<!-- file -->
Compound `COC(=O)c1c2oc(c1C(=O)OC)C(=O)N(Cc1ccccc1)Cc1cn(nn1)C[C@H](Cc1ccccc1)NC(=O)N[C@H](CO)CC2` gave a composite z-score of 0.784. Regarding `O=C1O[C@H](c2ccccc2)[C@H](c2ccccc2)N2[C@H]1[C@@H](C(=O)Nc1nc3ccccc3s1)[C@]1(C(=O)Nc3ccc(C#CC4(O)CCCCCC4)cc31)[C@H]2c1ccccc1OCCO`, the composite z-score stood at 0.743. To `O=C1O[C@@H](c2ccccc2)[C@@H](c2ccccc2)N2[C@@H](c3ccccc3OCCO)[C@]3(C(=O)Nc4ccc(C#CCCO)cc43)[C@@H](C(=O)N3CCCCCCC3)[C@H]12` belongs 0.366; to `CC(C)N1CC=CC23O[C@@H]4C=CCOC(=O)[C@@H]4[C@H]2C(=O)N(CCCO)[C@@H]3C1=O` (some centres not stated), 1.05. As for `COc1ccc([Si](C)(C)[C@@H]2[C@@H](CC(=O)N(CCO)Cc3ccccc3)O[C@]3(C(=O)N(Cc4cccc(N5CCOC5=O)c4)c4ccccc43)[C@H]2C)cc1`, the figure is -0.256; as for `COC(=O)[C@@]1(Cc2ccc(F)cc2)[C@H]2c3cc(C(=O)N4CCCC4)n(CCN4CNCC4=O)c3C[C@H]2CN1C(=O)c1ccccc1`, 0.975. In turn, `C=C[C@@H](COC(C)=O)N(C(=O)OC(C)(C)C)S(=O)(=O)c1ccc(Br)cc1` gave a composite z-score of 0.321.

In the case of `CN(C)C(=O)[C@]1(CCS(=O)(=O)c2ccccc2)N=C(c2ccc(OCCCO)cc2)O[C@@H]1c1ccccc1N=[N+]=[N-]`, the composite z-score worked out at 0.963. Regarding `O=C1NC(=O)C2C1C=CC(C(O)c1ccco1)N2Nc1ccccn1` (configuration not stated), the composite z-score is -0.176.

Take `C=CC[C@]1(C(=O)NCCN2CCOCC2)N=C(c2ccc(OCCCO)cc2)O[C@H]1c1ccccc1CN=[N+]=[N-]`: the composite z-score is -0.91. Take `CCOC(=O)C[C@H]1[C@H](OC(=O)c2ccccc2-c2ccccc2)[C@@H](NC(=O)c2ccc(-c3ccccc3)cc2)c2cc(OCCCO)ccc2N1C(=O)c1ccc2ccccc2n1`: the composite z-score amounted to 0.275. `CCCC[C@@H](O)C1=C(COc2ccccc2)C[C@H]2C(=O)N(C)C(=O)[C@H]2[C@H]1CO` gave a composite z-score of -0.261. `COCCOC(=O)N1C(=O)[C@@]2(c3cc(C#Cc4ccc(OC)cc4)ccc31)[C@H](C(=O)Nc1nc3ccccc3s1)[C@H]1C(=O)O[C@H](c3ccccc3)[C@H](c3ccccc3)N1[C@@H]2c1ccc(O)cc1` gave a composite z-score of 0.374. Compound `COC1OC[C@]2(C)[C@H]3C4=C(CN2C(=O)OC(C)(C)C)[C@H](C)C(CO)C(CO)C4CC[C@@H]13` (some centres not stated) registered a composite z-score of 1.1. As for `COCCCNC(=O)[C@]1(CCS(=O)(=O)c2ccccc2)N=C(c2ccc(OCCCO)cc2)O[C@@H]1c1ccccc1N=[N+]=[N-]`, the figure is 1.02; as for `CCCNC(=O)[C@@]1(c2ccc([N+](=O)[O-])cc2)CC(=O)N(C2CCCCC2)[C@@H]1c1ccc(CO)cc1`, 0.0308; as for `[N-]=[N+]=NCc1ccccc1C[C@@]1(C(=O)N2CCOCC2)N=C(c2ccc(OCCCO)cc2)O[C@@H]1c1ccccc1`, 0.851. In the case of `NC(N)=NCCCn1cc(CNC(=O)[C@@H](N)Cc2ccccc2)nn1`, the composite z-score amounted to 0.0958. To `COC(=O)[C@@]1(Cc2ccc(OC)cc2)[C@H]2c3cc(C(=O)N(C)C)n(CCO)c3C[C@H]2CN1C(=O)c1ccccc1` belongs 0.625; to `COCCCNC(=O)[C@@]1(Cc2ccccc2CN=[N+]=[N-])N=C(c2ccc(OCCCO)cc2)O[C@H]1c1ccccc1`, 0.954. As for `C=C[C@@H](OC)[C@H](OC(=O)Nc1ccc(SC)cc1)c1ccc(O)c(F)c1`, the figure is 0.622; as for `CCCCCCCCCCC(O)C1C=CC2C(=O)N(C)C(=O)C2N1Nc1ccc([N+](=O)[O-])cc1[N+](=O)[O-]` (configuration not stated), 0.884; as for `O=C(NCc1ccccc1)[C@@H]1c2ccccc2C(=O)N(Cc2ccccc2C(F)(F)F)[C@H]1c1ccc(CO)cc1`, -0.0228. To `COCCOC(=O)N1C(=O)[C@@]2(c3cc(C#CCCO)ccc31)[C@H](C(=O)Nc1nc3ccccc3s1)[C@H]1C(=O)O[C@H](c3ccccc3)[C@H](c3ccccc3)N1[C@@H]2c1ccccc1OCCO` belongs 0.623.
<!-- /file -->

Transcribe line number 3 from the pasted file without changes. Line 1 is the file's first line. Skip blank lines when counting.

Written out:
Take `C=CC[C@]1(C(=O)NCCN2CCOCC2)N=C(c2ccc(OCCCO)cc2)O[C@H]1c1ccccc1CN=[N+]=[N-]`: the composite z-score is -0.91. Take `CCOC(=O)C[C@H]1[C@H](OC(=O)c2ccccc2-c2ccccc2)[C@@H](NC(=O)c2ccc(-c3ccccc3)cc2)c2cc(OCCCO)ccc2N1C(=O)c1ccc2ccccc2n1`: the composite z-score amounted to 0.275. `CCCC[C@@H](O)C1=C(COc2ccccc2)C[C@H]2C(=O)N(C)C(=O)[C@H]2[C@H]1CO` gave a composite z-score of -0.261. `COCCOC(=O)N1C(=O)[C@@]2(c3cc(C#Cc4ccc(OC)cc4)ccc31)[C@H](C(=O)Nc1nc3ccccc3s1)[C@H]1C(=O)O[C@H](c3ccccc3)[C@H](c3ccccc3)N1[C@@H]2c1ccc(O)cc1` gave a composite z-score of 0.374. Compound `COC1OC[C@]2(C)[C@H]3C4=C(CN2C(=O)OC(C)(C)C)[C@H](C)C(CO)C(CO)C4CC[C@@H]13` (some centres not stated) registered a composite z-score of 1.1. As for `COCCCNC(=O)[C@]1(CCS(=O)(=O)c2ccccc2)N=C(c2ccc(OCCCO)cc2)O[C@@H]1c1ccccc1N=[N+]=[N-]`, the figure is 1.02; as for `CCCNC(=O)[C@@]1(c2ccc([N+](=O)[O-])cc2)CC(=O)N(C2CCCCC2)[C@@H]1c1ccc(CO)cc1`, 0.0308; as for `[N-]=[N+]=NCc1ccccc1C[C@@]1(C(=O)N2CCOCC2)N=C(c2ccc(OCCCO)cc2)O[C@@H]1c1ccccc1`, 0.851. In the case of `NC(N)=NCCCn1cc(CNC(=O)[C@@H](N)Cc2ccccc2)nn1`, the composite z-score amounted to 0.0958. To `COC(=O)[C@@]1(Cc2ccc(OC)cc2)[C@H]2c3cc(C(=O)N(C)C)n(CCO)c3C[C@H]2CN1C(=O)c1ccccc1` belongs 0.625; to `COCCCNC(=O)[C@@]1(Cc2ccccc2CN=[N+]=[N-])N=C(c2ccc(OCCCO)cc2)O[C@H]1c1ccccc1`, 0.954. As for `C=C[C@@H](OC)[C@H](OC(=O)Nc1ccc(SC)cc1)c1ccc(O)c(F)c1`, the figure is 0.622; as for `CCCCCCCCCCC(O)C1C=CC2C(=O)N(C)C(=O)C2N1Nc1ccc([N+](=O)[O-])cc1[N+](=O)[O-]` (configuration not stated), 0.884; as for `O=C(NCc1ccccc1)[C@@H]1c2ccccc2C(=O)N(Cc2ccccc2C(F)(F)F)[C@H]1c1ccc(CO)cc1`, -0.0228. To `COCCOC(=O)N1C(=O)[C@@]2(c3cc(C#CCCO)ccc31)[C@H](C(=O)Nc1nc3ccccc3s1)[C@H]1C(=O)O[C@H](c3ccccc3)[C@H](c3ccccc3)N1[C@@H]2c1ccccc1OCCO` belongs 0.623.